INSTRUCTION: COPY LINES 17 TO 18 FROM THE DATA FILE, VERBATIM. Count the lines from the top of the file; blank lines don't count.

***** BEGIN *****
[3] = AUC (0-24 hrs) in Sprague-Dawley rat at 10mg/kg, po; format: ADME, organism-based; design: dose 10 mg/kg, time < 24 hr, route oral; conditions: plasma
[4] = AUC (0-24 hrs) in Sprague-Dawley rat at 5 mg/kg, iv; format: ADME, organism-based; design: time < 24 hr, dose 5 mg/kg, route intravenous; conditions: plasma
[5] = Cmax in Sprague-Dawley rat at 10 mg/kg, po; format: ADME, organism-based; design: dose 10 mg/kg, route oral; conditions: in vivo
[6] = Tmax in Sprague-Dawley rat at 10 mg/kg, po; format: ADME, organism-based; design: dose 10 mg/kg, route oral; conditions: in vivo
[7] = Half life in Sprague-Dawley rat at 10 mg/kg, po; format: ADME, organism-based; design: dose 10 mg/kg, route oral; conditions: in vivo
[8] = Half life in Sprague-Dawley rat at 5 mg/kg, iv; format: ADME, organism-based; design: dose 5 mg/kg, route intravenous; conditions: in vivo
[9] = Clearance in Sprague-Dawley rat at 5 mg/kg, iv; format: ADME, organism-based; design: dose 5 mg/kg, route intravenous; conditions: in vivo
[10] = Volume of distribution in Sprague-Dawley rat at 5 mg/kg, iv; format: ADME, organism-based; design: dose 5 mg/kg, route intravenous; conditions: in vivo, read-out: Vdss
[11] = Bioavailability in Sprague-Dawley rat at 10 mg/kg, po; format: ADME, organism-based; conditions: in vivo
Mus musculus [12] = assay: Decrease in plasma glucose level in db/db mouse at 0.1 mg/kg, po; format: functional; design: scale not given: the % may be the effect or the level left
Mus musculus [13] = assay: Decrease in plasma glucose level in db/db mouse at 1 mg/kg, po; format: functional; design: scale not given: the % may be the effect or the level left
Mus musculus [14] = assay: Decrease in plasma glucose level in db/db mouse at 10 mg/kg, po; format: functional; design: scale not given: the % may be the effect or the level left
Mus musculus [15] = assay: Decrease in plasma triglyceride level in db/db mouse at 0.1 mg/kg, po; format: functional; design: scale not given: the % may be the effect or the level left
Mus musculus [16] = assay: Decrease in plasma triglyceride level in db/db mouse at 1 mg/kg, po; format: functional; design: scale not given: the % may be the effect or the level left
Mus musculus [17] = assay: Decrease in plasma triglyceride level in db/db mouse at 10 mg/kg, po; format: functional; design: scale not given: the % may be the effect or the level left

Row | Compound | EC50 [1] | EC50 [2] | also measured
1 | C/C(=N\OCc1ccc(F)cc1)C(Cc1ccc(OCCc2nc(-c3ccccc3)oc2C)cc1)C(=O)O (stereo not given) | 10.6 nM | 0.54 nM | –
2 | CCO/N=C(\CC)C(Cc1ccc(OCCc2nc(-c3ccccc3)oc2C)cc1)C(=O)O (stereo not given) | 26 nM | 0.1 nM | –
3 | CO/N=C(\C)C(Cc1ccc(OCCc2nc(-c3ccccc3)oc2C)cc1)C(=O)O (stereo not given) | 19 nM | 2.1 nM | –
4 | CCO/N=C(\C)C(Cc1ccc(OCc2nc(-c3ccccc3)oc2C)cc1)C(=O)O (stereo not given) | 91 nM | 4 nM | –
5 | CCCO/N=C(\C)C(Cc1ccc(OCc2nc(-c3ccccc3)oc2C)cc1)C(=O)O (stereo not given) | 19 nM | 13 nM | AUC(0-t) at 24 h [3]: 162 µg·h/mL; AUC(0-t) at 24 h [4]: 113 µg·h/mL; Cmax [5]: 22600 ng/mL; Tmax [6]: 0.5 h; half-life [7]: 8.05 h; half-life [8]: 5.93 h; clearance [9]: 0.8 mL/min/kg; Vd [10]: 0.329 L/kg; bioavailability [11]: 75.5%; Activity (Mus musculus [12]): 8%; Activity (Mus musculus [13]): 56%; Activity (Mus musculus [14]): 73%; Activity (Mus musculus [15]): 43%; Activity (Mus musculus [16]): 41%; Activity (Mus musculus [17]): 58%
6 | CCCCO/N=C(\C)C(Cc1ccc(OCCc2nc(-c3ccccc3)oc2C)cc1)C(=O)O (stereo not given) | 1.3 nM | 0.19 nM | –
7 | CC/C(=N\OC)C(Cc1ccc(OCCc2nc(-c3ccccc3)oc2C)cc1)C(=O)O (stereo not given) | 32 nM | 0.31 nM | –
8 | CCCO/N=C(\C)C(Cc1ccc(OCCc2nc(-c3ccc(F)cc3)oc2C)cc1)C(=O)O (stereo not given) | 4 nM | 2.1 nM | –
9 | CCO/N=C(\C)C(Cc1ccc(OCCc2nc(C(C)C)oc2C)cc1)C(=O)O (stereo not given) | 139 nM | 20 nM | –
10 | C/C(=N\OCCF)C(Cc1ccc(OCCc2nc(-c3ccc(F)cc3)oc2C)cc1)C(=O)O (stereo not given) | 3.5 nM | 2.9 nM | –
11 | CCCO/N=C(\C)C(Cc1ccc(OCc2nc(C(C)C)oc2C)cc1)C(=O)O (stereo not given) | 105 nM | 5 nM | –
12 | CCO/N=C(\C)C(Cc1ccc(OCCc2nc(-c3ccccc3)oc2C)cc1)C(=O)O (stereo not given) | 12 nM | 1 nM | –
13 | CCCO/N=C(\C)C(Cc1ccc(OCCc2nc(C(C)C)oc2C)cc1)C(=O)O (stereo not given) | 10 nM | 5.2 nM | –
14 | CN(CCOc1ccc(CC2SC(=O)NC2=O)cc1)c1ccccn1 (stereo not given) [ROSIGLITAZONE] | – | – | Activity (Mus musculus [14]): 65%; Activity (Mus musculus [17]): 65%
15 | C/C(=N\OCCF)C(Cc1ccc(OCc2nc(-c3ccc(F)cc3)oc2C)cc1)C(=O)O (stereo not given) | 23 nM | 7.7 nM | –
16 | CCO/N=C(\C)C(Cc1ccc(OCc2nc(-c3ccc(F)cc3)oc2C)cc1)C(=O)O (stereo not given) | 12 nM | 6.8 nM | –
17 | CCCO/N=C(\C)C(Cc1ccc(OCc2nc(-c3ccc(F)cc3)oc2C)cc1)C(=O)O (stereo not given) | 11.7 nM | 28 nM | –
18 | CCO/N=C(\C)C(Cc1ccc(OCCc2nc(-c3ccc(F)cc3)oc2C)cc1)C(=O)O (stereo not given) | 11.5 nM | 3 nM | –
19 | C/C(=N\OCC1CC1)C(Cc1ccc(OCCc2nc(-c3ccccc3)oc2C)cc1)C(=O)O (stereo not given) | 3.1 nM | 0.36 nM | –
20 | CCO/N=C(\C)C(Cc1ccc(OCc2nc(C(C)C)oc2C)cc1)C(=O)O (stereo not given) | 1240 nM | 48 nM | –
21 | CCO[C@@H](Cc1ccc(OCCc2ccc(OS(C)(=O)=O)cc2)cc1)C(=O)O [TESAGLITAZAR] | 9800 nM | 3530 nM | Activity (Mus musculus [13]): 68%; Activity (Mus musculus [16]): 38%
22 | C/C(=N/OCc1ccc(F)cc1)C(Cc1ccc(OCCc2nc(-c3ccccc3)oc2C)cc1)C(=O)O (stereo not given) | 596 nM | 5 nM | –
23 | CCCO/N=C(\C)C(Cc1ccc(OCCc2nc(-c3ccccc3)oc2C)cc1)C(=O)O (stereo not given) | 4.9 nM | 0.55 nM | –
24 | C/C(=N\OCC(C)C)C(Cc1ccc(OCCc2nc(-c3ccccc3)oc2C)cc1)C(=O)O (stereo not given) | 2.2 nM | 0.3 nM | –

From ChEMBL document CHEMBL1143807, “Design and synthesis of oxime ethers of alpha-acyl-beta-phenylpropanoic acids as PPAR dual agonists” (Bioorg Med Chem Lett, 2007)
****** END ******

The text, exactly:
1 | C/C(=N\OCc1ccc(F)cc1)C(Cc1ccc(OCCc2nc(-c3ccccc3)oc2C)cc1)C(=O)O (stereo not given) | 10.6 nM | 0.54 nM | –
2 | CCO/N=C(\CC)C(Cc1ccc(OCCc2nc(-c3ccccc3)oc2C)cc1)C(=O)O (stereo not given) | 26 nM | 0.1 nM | –